Too many unknowns leave Portman Ridge Finance Corporation (PTMN) unsuitable for the risk-averse investor. Recent management changes and the anticipated merger with Garrison Capital (GARS) add a considerable amount of uncertainty for future performance. This is especially true given the new management’s lack of experience and PTMN’s disappointing historical performance.
Currently, PTMN pays $0.24 per share in dividends, annually. That translates to an 18% forward dividend yield. The sustainability of this dividend relies on two conditions:
- Affordable payout ratio
- Healthy portfolio
PTMN historically distributed more cash to shareholders than it earned. As a result, PTMN lowered its dividends every year since 2013 to try to match the income it brings in with the dividend it pays out to investors. At a $0.06 quarterly dividend, PTMN seems to have finally found its balance.
Source: Graph created by the author. Data is sourced from the company’s financial statements.
PTMN’s dividend sustainability depends on more than a payout ratio that is below 100%. A healthy portfolio is paramount to that end. PTMN manages $281 million worth of investments. Below is a portfolio breakdown by type and product mix.
Source: Investors’ presentation
PTMN has a relatively small stake in equity, which is a good thing. Equity is riskier than debt securities. Gladstone investment corporation’s (GAIN) revenue decreased by 40% in Q2, as portfolio companies suspended dividend distributions during the pandemic. During the same period, PTMN revenue increased by 6% because of limited exposure to equity and the expansion of the investment portfolio through borrowing.
CLO investments are also extremely risky. This is demonstrated by the ~50% decrease in PTMN’s revenue from these vehicles in Q2 as shown below:
Source: Company financial statements
Second lien loans constitute 40% of PTMN’s debt investments. This is a high percentage. Second lien debt is subordinate to senior notes in terms of interest payment and asset recovery in case of bankruptcy.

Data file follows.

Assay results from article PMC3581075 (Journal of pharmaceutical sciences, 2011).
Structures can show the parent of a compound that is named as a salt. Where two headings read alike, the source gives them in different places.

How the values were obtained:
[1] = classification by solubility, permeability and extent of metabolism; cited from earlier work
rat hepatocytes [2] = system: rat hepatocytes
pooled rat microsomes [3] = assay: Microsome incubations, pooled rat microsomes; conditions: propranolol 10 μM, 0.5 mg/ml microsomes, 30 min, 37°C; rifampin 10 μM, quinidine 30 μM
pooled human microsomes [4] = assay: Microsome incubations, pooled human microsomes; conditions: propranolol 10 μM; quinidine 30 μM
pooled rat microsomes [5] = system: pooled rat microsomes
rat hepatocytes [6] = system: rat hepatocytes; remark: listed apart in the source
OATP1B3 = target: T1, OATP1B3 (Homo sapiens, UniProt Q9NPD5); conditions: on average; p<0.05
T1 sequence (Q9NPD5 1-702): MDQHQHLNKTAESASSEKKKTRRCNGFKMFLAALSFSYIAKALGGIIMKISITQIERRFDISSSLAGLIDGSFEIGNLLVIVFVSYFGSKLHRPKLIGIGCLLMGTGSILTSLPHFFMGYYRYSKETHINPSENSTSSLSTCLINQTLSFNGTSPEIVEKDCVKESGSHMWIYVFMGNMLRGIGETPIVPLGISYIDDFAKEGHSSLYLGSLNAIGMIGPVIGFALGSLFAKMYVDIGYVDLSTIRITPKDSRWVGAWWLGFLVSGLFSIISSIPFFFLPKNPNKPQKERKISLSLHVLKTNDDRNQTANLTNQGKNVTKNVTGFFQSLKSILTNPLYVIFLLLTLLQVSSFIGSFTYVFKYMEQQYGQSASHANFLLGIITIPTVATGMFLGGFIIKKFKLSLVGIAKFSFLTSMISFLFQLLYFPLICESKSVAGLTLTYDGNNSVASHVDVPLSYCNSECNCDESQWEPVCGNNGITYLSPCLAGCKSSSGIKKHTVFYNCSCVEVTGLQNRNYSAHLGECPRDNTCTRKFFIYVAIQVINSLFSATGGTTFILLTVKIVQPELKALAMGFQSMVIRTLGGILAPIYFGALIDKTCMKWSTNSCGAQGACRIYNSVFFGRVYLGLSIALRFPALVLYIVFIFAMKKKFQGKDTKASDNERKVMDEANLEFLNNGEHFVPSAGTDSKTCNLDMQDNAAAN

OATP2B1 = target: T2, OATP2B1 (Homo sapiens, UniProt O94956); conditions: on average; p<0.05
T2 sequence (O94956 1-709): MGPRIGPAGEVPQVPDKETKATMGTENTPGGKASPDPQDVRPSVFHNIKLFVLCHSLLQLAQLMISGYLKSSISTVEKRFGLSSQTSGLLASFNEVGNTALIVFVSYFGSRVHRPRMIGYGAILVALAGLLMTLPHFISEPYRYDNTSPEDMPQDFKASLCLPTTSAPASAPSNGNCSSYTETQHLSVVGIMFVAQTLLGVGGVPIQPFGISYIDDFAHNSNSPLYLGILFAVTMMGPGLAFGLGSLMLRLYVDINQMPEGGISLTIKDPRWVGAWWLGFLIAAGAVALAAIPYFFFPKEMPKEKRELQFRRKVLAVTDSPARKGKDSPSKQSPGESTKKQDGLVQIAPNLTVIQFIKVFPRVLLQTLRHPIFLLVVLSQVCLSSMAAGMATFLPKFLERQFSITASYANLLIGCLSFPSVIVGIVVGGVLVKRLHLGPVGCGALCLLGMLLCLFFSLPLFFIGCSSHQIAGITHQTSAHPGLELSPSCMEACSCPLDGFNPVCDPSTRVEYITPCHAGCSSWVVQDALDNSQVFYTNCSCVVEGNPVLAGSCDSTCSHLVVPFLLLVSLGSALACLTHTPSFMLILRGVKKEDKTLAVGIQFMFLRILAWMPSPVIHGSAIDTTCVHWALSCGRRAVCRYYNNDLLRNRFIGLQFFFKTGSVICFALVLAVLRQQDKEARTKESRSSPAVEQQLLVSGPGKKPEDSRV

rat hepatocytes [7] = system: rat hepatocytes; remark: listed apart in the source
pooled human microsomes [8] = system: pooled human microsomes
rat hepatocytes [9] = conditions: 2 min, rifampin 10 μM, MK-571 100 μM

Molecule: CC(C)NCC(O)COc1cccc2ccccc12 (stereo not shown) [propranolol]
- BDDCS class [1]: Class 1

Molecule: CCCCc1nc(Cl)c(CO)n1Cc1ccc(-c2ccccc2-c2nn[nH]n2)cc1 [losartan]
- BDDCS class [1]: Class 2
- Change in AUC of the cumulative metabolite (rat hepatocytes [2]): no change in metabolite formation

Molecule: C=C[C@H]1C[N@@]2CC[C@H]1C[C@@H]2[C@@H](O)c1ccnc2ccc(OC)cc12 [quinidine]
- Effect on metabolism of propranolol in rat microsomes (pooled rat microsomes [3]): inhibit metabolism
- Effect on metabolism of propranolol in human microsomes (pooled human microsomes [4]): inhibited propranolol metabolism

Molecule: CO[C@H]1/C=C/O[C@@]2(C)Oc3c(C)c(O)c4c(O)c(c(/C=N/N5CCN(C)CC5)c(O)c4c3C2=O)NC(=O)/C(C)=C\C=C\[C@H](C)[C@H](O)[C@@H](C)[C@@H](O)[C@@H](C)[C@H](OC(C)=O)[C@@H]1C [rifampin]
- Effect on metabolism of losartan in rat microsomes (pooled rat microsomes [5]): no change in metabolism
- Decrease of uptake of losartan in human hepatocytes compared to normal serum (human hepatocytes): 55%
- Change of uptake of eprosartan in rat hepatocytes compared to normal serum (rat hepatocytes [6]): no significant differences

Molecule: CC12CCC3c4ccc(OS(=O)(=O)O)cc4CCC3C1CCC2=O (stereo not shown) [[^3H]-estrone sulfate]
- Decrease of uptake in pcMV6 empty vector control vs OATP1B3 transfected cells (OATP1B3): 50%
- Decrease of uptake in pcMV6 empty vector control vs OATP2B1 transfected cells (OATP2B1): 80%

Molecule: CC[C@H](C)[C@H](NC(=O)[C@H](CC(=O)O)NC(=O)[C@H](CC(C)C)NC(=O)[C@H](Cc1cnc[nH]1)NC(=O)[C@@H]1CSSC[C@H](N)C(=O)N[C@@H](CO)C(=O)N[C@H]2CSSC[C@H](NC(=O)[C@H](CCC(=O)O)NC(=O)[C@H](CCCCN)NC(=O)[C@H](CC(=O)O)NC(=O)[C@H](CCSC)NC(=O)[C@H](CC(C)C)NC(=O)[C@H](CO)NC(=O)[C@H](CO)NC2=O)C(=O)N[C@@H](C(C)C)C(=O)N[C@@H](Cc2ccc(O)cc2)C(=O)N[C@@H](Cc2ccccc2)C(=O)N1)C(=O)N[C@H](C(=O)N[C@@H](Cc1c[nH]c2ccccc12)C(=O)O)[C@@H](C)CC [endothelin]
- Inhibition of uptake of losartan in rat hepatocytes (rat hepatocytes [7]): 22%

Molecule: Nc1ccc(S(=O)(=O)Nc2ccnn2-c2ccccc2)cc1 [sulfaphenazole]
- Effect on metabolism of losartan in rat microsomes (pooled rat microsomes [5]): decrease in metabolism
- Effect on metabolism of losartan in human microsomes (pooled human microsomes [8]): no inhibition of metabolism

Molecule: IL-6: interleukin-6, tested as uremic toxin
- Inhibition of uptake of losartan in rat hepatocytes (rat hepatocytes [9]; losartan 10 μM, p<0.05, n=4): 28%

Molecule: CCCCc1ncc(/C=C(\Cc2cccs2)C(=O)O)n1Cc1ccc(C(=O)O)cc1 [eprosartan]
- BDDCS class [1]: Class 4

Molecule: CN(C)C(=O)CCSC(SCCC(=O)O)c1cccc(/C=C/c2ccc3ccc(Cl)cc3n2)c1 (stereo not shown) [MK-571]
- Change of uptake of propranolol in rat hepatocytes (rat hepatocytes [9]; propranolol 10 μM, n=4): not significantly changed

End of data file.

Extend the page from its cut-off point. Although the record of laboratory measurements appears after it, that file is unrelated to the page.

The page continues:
Finally, healthcare and business services industries constitute 38% of the portfolio. This is a high industry concentration.
The verdict on PTMN portfolio:
The large stake in second lien debt, industry concentration, and CLO exposure counter the safeness gained from the smaller stake in equity investments.
Discount to NAV
PTMN shares are trading at $1.38 as of October 9th. This translates to a 48% discount to NAV ($2.71 per share, as of June 30th). Still, the company has a disappointing track record regarding NAV.
NAV per share decreased from $5.94 in December 2015 to $3.4 in December 2019 and decreased further during the pandemic. This is part of a broader downward trend that extends to 2010. You can find the data here.
In April 2019, PTMN’s management and its board changed. Currently, PTMN is managed by Sierra Crest Investment Management LLC, an affiliate of BC Partners LLC. The jury is still out on the performance of Sierra Crest, given that they assumed their roles only recently. Having said that, there are differences between the former and the current management that investors need to be aware of.